I would like to thank in alphabetical order the following scholars and institutions for their feedback and support that made this project possible: Cai Yuqian, Mark Csikszentmihalyi, Du Heng, Markus Greulich, Anne Hansen, Natasha Heller, Rania Huntington, Li Yuhang, Mark Meulenbeld, Julia K. Murray, Michael Naparstek, William Nienhauser Jr., Michael Puett, Gil Raz, Dennis Schilling, Michael Stanley-Baker, Mark Valeri, Nathan Vedal, Wong Tsung Kei, Stuart Young, the four anonymous reviewers of the Journal of Asian Studies, and the audiences at the workshop “Empire and the Media of Religion” (UCLA, 2015) and at the annual conferences of the American Oriental Society in Boston (2016) and the American Academy of Religion in Denver (2018). Lastly, I want to express my gratitude to the Religious Studies Program and the Department of East Asian Languages and Cultures at Washington University in St. Louis for their financial and intellectual support.
For a discussion of the Huainanzi's early textual history and titles, see Le Blanc (1985, 19–78); Murray (2007, 42–57); Roth (1992, 9–26); and Zürn (2016, 92–110).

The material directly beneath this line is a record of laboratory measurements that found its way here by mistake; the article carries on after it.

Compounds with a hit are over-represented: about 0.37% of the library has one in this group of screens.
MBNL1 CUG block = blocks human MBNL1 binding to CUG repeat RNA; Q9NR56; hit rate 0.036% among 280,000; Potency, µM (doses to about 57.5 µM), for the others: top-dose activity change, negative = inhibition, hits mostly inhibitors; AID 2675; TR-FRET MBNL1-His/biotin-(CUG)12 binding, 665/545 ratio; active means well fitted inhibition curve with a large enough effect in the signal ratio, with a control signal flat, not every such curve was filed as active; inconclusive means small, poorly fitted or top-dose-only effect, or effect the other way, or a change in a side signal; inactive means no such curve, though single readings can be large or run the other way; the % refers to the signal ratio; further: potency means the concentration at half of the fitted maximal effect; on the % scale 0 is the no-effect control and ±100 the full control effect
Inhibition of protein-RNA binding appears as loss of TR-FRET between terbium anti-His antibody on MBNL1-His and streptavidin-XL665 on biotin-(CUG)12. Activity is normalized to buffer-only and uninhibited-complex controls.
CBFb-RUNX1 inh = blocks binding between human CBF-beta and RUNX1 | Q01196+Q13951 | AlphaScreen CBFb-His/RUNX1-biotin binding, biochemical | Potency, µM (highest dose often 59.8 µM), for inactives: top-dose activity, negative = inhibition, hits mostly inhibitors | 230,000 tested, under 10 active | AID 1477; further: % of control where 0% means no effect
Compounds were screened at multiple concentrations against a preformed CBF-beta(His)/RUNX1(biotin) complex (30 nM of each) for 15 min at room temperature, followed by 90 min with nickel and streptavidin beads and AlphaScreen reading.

According to Julia Kristeva (1969, 146), the term “intertextuality” refers to a “mosaïque de citations” (mosaic of citations). That is, it describes the phenomenon that a text (understood in its broad connotation as utilized in cultural studies) more or less explicitly incorporates “passages” from, as well as refers and alludes to, other texts in its structure in varying degrees. The Huainanzi is an extraordinary specimen of this type of intertextuality. To excavate its textual design, however, I use a rather traditional, philological vision of intertextuality in this article that focuses largely on textual parallels. In addition, I use the term “scripture” to refer to the Huainanzi since I am convinced that Liu An's text was fashioned as a powerful, textual artifact that embodies the cosmic Way.